Leading from the side of the Hara home are the remains of a pretty mosiac path that winds through the pine trees. The trail clearly promises some kind of discovery at the end, although we didn’t know what. With curiosity, we followed it to discover a small chapel that was is need of some TLC but was pretty good structural condition otherwise, but it had no front door. The paint was peeling off the exterior walls, but the inside was still a blaze of colour.
And inside someone was still tending the place. Candles burned at the icons of mother and child, the floor was swept, and garlands of olive branches decorated the walls. An old plastic chair in the corner must have been the caretaker’s private spot to enjoy the quiet and peace of the place. We sat a while and looked up to the ceiling. It was a blaze of blue with stars looking down on the pretty ochre walls and wooden carvings.
So sad that the chapel sits there so lonely most of the time, but its I’m glad to see someone still takes care of it a bit. Wonder what happened to the doors?
Late afternoon light creates zig zag shadows for this week’s photo challenge at the abandoned monastery of Panagia Elona, Spetses.
Panayia Daskalakis is one of our favourite hiking destinations. We’ve been hiking up to it from our house for the best part of the last twenty years. We have carried Latham up in a baby backpack, explored as a group of moms and toddlers and, once school started, we’ve continued to visited each summer when we return. Every year we take family or friends up to enjoy a morning breakfast picnic of still warm croissants or tiropetas from the bakery. We sit at the church a while to take in the view before we continue on our hike. This year it was just the three of us.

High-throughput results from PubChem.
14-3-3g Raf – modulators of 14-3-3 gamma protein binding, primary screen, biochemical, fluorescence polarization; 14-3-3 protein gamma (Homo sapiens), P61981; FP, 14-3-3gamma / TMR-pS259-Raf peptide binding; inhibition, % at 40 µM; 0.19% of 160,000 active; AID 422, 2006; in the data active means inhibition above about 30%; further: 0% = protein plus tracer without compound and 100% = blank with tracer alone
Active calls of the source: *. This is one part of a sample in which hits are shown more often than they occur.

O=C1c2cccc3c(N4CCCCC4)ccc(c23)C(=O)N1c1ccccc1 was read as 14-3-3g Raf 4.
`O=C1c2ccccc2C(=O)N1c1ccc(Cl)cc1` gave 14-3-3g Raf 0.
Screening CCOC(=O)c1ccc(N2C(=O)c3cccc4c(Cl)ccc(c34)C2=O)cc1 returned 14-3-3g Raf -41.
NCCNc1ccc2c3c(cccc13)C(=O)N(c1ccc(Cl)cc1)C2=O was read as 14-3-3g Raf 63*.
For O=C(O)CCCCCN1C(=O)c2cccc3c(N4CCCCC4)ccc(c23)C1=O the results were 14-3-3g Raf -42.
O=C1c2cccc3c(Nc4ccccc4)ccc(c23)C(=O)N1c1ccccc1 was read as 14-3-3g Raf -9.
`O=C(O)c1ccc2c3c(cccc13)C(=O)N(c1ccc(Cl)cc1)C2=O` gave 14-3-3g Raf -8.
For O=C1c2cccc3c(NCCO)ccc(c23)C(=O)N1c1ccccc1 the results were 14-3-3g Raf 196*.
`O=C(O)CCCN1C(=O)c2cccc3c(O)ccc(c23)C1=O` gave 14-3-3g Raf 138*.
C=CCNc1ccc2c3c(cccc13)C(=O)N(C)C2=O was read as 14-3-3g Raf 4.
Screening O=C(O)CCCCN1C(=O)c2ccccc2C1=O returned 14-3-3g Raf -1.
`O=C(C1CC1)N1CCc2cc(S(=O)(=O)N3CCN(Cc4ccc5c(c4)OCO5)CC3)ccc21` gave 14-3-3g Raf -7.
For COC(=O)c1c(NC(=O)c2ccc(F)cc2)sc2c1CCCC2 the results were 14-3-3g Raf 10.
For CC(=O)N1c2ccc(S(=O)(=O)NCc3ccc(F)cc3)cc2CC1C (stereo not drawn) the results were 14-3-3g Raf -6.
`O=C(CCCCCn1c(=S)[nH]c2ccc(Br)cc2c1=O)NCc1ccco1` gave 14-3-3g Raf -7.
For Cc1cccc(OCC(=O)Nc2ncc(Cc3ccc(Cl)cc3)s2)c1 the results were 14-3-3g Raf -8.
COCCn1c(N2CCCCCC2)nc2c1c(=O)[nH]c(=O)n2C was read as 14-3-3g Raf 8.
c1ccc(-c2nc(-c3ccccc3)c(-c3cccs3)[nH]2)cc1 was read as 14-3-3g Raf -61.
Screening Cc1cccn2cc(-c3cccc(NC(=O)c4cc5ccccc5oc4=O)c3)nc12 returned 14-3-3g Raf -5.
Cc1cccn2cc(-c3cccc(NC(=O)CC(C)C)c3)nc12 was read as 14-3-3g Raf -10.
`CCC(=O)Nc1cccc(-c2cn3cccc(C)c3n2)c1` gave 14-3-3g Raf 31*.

The property belonged to the Greek industrialist, Dimitris Daskalakis. The church is kept in excellent condition and painted every year before an annual festival.
Its built in seating is the best picnic spot, with beautiful views across the harbour.
Daskalakis built a large waterfront textile factory on the island in the 1920s, which created jobs for the Spetsiots until it closed after the second world war. Daskalakis died in 1939 just as war broke out again and is buried here at the church.
Dimitrios Daskalakis, Industrialist 29-9-1939
Unlike the church, his adjacent home is in ruins. When we first visited about 18 years ago, the roof was still in place, covering the kitchen, and kitchen tiles were still on the floor. The living/sleeping area had half a roof. Now both are long collapsed.
This year, after a very long time, I was finally able to step inside the ruin. For a long time the floor has been too precarious to walk on, but now the beams and tiles have rotten down and the ground is solid again. A pine tree inside stands as testament to how much time has passed without a roof.
There’s still a communal bench strung between two trees, but it has gotten very rickety with time. The kids would always climb on top of it and have their photos taken. I think its much too frail now to take their weight.
A little reminder of earlier visits
This was the kitchen.
….and an upstairs closet
I’m sure the church will continue to be preserved and the house will continue to crumble. We plan on continuing to keep track of its progress ;o)